1. The amount of success could be proportionately more than other conference juggernauts, based on the same level of talent throughout the various conferences. That would mean they were still getting "more" from "less" on a comparative basis.
2. You would really have to look at how the Big East fared compared to the rest of the BCS conferences, but in particular how WVU fared against non-Big East competition. That's how you would see if they did more with less. In other words, simply look at the games where they clearly had "less", and see how they did. The two I know of for sure are Georgia and Oklahoma, and that's enough for me. Michigan hasn't kicked the snot out of anyone but ND lately, and they're not Oklahoma.
Again, I'm not particularly concerned about how we're recruiting, at all. I object to the assertion of "look what he did with inferior talent!" when, in fact, his talent wasn't inferior. And, Wolverine - there's a paucity of quality OOC games:
2007 - 3 MAC teams, Maryland, and the aforementioned Oklahoma
2006 - Marshall, Eastern Washington, East Carolina, Ga Tech
2005 - Wofford, E. Carolina, Maryland, Georgia
2004 - E. Carolina, James Madison, Maryland, Florida State
2003 - Wisconsin, E. Carolina, Cincinatti, Maryland
So, against BCS schools: 4-1 vs. Maryland, losses to Florida State and Wisconsin, wins over Georgia, Ga Tech, and Oklahoma. Only once was Maryland a "good" team - and that was the one loss. So, I'm not sure the out of conference says that incredibly much.
For the record: I think it makes more sense to lump bowl games into aggregate Out of Conference.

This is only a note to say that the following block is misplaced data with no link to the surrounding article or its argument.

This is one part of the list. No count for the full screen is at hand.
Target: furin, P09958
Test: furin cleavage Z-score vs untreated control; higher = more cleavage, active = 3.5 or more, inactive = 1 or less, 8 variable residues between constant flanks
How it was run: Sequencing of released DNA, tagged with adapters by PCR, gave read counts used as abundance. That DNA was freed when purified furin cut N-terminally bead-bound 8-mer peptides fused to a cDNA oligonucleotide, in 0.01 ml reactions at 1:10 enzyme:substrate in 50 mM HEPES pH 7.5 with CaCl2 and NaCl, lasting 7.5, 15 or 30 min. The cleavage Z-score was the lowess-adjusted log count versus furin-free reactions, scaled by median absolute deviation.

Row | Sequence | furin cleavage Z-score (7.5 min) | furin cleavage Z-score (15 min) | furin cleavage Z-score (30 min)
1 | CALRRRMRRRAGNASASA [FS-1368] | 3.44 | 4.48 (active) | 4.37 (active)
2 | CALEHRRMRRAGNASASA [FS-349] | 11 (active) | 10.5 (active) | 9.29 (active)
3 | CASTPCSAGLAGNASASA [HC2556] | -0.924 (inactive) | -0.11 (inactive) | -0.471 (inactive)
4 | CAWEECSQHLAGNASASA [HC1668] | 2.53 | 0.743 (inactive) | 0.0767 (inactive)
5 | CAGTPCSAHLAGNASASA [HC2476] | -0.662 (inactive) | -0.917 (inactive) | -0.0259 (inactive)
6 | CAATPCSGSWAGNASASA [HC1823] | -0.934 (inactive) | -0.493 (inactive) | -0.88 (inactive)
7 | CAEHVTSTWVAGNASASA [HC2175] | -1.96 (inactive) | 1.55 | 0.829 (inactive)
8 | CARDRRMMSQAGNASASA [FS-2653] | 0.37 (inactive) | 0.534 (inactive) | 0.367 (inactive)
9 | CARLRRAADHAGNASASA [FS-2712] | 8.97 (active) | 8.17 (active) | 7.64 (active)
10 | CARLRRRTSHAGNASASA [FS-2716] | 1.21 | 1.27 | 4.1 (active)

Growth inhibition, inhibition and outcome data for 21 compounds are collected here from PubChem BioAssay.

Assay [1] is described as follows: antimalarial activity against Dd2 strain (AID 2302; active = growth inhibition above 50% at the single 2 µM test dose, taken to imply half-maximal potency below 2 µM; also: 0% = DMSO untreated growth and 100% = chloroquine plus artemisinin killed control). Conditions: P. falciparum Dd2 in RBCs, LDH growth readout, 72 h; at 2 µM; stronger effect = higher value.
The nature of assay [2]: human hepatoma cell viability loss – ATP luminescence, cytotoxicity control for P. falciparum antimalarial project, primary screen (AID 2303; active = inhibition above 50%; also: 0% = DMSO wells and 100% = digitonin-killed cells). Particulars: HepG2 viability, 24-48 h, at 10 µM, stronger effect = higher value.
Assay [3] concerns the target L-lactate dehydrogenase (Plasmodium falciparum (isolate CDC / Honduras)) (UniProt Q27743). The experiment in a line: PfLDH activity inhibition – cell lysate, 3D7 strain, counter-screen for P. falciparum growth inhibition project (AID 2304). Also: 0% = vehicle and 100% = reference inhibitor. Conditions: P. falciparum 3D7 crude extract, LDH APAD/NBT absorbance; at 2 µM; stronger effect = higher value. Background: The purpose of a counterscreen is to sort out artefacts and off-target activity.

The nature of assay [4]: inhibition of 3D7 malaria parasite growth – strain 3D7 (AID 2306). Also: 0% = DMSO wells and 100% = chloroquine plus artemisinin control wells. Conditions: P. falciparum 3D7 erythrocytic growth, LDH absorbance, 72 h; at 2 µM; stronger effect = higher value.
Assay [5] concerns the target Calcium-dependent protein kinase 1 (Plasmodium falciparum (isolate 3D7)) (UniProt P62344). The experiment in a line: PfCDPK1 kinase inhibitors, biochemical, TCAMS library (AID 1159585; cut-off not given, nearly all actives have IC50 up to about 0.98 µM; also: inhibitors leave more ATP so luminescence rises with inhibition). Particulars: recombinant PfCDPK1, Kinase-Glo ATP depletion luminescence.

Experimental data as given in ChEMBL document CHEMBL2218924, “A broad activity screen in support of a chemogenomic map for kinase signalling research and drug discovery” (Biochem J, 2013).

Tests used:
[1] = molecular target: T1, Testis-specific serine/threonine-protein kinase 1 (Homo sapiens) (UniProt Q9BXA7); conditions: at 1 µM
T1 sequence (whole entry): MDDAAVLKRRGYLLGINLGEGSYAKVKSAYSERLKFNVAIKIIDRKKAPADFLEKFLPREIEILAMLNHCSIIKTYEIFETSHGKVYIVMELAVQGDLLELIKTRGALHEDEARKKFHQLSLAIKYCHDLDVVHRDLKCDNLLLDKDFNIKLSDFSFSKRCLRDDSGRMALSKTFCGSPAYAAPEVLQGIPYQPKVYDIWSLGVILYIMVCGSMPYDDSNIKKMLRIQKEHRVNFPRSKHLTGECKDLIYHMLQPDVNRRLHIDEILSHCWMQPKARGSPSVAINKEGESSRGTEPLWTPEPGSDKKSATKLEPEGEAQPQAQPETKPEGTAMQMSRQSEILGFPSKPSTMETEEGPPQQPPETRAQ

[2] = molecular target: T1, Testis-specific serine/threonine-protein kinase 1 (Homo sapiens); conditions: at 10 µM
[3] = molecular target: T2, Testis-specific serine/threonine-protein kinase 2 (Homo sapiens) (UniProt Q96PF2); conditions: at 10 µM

And, when Miami and Va Tech were in the Big East (teams with vastly superior recruiting), WVU was 1-5 against them. So that doesn't bolster much.
Your argument isn't sufficient to determine if you are right or wrong. Simply saying that they recruit the same as rest of the Big East, then claiming they did great in-conference with the same talent level is a straw-man argument.
I made no actual claims myself, except to suggest some ways you could actually check that claim out. Looks like you did a bit up above, and I gotta say that's not too shabby.
As has been pointed out to me:
I don't think Urban Meyer had SEC talent at Utah, or Tressel has Big 10 talent at Youngstown, but they succeeded. I don't mean this as a knock on Rodriguez, at all.
I think he's a phenomenal coach. I just think that people tend to hang on to magic potions like the Barwis love, the assertion that he does "less with more", etc. The fact is - we don't need these less-than-factual arguments to think that Rodriguez is a good coach. He'll succeed because he coaches the game well - not because of a magic ability to transform players or a shaman-like S&C coach.
"in the past 7 years, the Big Ten has produced 23 classes ranked in the Top 25"
Just curious, how many of the 23 were UM, OSU and PSU? 21? It seems to me UM, OSU and PSU get better talent than the rest of the BigTen